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Complementary and alternative medicine in hospice care

A number of news outlets (e.g. Bloomberg Business Week, MSN.Com, US News, etc) have recently reported that use of complementary and alternative therapies (CAT) is widespread in hospice care facilities. This is based on a report from the Centers for Disease Control, Complementary and Alternative Therapies in Hospice: The National Home and Hospice Care Survey, Untied States, 2007. According to most news reports, about 42% of hospice care providers offer some kind of CAT.

I was initially inclined to find this a little worrisome. In my own field of veterinary medicine, advocates of alternative therapies are prominent among the organizers of the nascent hospice care movement. And while I am strongly supportive of better and more available veterinary hospice care, the involvement of CAM advocates raises the concern that animals at the end of their life might receive ineffective palliative care, or be denied the benefits of conventional treatments by some CAM providers, who often characterize “allopathic” treatments as “unnatural” and harmful.

In practice, I have seen this happen to patients with terminal diseases. I will never forget a Rottweiler dog I diagnosed with osteosarcoma, a very painful bone cancer, whose owner was convinced that homeopathy was adequate to control his pain and refused to use NSAIDs because of her conviction they were “toxic.” I have also seen my patients denied euthanasia even in the face of great suffering because so-called “animal communicators” claimed the pet was “not ready to leave” and had expressed a desire to remain with their owner as long as possible.

Perhaps these experiences have made me overly sensitive on this subject, but I saw these recent news reports and pictured people at the end of their lives being similarly denied effective palliative care or subjected to pointless therapies like homeopathy and “energy medicine,” or even more worrisome treatments like chiropractic or herbal remedies with real risks. However, a little digging into the details suggests that the headlines are a bit misleading, and these fears are probably unfounded.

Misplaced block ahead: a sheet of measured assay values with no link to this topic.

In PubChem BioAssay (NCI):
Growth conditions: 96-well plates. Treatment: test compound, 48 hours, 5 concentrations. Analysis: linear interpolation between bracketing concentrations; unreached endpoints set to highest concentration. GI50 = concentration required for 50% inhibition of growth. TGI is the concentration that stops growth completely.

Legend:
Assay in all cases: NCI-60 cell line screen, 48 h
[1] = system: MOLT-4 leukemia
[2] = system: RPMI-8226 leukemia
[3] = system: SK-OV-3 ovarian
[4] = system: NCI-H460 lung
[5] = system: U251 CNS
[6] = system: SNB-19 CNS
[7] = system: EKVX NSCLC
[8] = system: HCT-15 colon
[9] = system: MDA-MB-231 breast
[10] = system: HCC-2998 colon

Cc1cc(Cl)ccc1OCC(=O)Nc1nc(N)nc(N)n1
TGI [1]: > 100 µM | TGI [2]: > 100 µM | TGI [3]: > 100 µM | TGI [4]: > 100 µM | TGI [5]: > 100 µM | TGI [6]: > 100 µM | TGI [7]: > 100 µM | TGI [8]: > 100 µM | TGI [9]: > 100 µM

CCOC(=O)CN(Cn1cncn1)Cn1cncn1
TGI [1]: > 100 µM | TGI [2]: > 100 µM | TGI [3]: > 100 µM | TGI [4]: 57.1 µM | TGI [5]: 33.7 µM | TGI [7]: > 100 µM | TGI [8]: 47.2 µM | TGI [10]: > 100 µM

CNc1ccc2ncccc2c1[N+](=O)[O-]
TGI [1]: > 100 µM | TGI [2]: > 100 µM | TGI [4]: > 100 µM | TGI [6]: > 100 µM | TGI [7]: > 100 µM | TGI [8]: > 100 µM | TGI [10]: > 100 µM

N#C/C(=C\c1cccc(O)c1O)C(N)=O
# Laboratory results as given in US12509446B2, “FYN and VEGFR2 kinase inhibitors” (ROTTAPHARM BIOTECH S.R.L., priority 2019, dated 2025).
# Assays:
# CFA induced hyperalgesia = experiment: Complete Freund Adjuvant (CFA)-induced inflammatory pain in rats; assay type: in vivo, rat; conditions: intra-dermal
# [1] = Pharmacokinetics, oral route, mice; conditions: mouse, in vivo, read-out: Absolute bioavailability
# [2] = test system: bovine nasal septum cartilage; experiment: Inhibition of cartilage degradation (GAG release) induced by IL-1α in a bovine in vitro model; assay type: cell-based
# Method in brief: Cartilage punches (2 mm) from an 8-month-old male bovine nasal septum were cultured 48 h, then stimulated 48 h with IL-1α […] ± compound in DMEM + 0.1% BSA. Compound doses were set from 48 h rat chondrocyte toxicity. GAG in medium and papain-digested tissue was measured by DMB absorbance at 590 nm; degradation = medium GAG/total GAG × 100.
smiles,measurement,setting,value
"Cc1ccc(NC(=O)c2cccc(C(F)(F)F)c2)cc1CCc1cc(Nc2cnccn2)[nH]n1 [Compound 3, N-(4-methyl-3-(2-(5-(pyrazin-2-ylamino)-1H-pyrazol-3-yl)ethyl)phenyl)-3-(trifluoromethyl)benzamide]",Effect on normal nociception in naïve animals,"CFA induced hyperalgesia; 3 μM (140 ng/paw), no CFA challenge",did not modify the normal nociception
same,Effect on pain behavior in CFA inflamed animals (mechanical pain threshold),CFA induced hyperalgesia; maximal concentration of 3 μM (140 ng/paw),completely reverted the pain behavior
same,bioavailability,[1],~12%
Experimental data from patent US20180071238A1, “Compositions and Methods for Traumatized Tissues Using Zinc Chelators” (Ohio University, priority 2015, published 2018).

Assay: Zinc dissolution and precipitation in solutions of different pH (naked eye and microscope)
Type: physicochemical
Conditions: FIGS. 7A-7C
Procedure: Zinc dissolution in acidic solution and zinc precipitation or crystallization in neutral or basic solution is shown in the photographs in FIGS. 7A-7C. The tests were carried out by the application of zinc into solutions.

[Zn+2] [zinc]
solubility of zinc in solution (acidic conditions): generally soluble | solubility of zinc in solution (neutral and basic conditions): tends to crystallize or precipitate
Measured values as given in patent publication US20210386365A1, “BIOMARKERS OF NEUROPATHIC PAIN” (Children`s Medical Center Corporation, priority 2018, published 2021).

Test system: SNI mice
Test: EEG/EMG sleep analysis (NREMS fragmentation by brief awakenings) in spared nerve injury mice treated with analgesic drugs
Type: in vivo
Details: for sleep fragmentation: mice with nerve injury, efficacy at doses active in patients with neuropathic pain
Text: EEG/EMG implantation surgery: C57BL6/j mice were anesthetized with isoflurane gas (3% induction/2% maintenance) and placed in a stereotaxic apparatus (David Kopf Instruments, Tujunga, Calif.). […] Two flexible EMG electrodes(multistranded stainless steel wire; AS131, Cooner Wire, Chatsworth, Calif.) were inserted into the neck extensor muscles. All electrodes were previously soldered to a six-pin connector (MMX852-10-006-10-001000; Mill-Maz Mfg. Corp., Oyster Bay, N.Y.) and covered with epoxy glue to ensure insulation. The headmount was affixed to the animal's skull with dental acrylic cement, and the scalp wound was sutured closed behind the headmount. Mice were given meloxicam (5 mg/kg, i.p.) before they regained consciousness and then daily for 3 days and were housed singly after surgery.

As always, when trying to assess how popular alternative medical therapies are, the tricky issue arises of defining “alternative.” In this study, the authors referenced the MedlinePlus definition:

Complementary and alternative medicine (CAM) is the term for medical products and practices that are not part of standard care. Standard care is what medical doctors, doctors of osteopathy and allied health professionals, such as registered nurses and physical therapists, practice. Alternative medicine means treatments that you use instead of standard ones. Complementary medicine means nonstandard treatments that you use along with standard ones. Examples of CAM therapies are acupuncture, chiropractic and herbal medicines.

Personally, I prefer Dr. Novella’s definition:

CAM is a political/ideological entity, not a scientific one. It is an artificial category created for the purpose of promoting a diverse set of dubious, untested, or fraudulent health practices. It is an excellent example of the (successful) use of language as a propaganda tool.

In any case, in order to measure the popularity of something, one has to define it in some way, and in the past assessments of how popular or widespread CAM use is have created misleading impressions due to dodgy definitions. For example, the 2007 National Health Interview Survey (discussed in detail here) reported 30% of Americans to be regular CAM users. A closer look at the details of the survey, however, showed that very little of this self-reported usage involved the application of the usual dubious CAM approaches (e.g. acupuncture, chiropractic, homeopathy, various herbal traditions, etc) to treat specific medical problems. Much of this supposed CAM usage involved the non-medical application of massage, yoga, tai chi, prayer, and so on to provide psychological comfort or facilitate relaxation.

Of course, if one argues that massage, yoga, or even prayer are effective in reducing the objective signs or disease, or even bringing about a cure, then one could argue these are forms of alternative medicine. But such methods are mostly employed to provide comfort and help patients cope with their illness, and as such they can be valuable and legitimate interventions. This does not make them medical therapies, however, alternative or otherwise.

The hospice care survey suffers from the same kind of problematic definition for “complementary and alternative.” According to the report’s technical notes, providers of hospice care were asked first to choose all the services they offered from a list, and “Complementary and Alternative Medicine (CAM)” was one of the choices. Those that indicated they offered CAM were then asked to indicate “Which of these complementary and alternative medicine therapies does this agency use?”

Here is the list:

  1. Acupuncture